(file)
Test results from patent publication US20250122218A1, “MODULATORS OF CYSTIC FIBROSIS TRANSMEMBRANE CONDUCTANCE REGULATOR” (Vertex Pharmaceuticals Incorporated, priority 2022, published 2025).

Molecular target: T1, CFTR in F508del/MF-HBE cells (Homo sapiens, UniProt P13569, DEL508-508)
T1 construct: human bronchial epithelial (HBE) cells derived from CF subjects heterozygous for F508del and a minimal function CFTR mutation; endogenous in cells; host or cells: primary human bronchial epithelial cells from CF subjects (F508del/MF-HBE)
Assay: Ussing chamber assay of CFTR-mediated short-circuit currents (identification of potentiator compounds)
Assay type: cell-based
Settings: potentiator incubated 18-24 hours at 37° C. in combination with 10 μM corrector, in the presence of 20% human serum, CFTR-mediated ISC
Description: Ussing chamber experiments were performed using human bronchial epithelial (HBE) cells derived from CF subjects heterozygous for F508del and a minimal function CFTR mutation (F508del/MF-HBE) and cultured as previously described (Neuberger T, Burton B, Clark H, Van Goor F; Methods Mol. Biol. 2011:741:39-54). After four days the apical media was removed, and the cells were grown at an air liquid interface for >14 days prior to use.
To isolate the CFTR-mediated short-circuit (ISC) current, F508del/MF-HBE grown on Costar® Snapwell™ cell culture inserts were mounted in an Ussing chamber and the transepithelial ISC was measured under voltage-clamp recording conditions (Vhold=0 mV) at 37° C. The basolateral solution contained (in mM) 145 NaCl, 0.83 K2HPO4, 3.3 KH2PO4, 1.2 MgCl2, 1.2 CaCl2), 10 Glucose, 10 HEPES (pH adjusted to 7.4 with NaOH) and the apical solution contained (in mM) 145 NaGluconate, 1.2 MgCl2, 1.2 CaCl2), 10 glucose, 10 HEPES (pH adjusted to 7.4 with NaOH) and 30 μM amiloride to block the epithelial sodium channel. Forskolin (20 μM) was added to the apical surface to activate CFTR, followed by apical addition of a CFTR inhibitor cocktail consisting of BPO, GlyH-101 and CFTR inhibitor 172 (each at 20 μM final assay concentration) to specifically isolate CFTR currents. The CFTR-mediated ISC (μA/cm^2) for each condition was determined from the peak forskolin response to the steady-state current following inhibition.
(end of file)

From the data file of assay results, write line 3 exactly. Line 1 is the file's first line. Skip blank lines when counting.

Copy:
T1 construct: human bronchial epithelial (HBE) cells derived from CF subjects heterozygous for F508del and a minimal function CFTR mutation; endogenous in cells; host or cells: primary human bronchial epithelial cells from CF subjects (F508del/MF-HBE)